It seems almost unnecessary to state, but Media is the primary theme of Amusing Ourselves to Death. One could conceivably argue that media as a general theme is more important to the book than television itself is. Whereas the book is centered on an examination of television, Postman's major point seems to be that we must understand the way media informs our public discourse. It takes almost half of the book for him to directly address television, while the first half is focused on print and oratory based cultures. Overall, in the final chapter, his best advice for navigating the difficulties posed by television is that we must become aware of the way media informs us. The fear is that media controls us, when we should control it.
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He also argues that television is not an effective way of providing education, as it provides only passive information transfer, rather than the interaction that he believes is necessary to maximize learning. He draws on the ideas of media theorist Marshall McLuhan to argue that different media are appropriate for different kinds of knowledge, and describes how oral, literate, and televisual cultures value and transfer information in different ways. In his novel, Amusing Ourselves to Death, Postman describes to the reader, in detail, the immediate and future dangers of television. The argument starts out in a logical manner, explaining first the differences between today's media-driven society, and yesterday's "typographic America". Postman goes on to discuss in the second half of his book the effects of today's media, politics on television, religion on television, and finally televised educational programs. So the media tries to play us, to change our opinions by using bias information, so they can achieve we they want to happen. The messages that the director is trying to make us see are that society likes to influence us to do their bidding and the full truth will always be hidden, no matter what and the media helps them to do this.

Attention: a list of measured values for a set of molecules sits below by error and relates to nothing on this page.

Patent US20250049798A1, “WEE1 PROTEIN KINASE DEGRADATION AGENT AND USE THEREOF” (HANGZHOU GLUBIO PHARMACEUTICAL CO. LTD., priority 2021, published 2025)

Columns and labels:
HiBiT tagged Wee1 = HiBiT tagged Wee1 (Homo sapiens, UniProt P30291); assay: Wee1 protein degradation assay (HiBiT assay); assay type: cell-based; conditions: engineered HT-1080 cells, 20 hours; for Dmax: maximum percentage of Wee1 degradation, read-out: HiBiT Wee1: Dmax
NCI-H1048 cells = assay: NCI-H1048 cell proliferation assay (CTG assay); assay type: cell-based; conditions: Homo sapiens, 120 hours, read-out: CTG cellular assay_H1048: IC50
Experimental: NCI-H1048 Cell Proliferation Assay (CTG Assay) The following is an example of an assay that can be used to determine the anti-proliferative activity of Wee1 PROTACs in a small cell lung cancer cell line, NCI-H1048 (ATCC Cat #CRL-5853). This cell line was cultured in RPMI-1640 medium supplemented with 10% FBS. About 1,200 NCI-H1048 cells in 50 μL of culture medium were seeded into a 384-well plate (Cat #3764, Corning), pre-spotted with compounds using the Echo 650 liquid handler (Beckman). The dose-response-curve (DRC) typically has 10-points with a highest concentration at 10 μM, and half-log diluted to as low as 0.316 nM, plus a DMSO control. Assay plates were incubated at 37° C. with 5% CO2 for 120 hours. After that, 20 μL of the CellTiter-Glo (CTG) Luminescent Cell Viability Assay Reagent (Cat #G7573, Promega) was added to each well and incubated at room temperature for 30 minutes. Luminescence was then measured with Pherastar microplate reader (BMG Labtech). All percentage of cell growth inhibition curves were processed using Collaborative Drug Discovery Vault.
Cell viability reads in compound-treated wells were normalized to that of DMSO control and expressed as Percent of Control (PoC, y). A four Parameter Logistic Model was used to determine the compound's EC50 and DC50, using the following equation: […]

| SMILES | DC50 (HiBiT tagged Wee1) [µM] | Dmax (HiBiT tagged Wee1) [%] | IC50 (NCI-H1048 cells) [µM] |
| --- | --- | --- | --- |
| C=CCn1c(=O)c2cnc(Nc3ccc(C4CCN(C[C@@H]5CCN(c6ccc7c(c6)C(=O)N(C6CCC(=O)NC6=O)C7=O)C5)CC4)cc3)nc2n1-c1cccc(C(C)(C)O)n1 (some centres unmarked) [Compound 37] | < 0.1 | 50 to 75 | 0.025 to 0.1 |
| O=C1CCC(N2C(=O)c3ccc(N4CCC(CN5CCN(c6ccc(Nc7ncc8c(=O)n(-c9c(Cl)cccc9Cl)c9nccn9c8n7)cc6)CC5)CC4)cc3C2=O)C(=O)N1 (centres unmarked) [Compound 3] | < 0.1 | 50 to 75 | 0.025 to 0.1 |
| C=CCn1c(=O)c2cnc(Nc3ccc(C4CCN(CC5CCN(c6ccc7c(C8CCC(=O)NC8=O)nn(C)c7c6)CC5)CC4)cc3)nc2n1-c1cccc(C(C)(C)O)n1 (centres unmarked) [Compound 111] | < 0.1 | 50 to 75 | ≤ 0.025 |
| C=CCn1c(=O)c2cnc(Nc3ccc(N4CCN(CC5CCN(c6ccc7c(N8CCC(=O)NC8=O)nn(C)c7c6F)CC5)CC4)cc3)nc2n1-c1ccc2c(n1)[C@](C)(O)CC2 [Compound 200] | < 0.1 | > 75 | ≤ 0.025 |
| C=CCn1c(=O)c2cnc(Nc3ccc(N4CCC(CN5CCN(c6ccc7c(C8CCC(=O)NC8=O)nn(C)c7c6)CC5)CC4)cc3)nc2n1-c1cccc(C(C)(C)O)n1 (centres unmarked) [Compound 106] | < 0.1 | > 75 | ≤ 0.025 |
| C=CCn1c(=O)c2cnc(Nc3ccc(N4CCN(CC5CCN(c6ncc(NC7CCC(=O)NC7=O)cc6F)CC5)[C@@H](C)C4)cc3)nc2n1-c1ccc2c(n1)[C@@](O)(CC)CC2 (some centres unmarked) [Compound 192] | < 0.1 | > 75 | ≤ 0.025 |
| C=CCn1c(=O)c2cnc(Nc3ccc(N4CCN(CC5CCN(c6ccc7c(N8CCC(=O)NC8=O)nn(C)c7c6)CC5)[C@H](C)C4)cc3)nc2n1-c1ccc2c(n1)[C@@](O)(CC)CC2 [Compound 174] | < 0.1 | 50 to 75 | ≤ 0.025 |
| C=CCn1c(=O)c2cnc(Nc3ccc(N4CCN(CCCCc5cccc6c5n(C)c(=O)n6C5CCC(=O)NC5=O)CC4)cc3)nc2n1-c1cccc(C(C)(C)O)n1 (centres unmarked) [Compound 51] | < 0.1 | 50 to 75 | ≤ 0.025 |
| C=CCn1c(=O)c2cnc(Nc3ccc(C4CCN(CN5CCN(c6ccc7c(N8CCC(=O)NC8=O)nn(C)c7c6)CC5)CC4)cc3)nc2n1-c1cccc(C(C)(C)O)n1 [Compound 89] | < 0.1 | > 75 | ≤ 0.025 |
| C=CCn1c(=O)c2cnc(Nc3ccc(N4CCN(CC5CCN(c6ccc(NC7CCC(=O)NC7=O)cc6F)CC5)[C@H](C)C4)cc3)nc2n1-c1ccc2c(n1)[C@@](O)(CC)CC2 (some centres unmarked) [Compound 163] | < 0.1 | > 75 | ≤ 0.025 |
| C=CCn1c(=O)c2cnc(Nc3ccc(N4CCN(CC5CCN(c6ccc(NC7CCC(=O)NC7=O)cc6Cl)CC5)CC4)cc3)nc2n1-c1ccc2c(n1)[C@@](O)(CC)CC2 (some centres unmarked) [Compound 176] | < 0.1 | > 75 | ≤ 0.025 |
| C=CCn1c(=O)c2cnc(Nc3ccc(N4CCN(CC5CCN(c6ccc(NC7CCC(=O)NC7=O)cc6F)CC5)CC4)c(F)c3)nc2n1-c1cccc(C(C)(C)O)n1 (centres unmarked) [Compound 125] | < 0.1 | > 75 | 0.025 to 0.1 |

Please join StudyMode to read the full document. Under the guise of a friendly household companion, in nearly every American living room lingers a cultural time bomb, set to detonate at the precise moment we realize we are too late. Finally, he warns of the threat presented by that medium. Television has usurped the written word as the king of conversation, and its tyrannical reign may spell devastation for our society.
Everyone needs to read this book. Nothing will do more to help cure your information addiction that the healthy dose of reality provided in these pages. Throughout history, different cities have been the representations of American culture. To Postman, that city is now Las Vegas. Religion saw how giving an image to an idea or set of ideas was problematic, thus the prohibition against it in the ten commandments.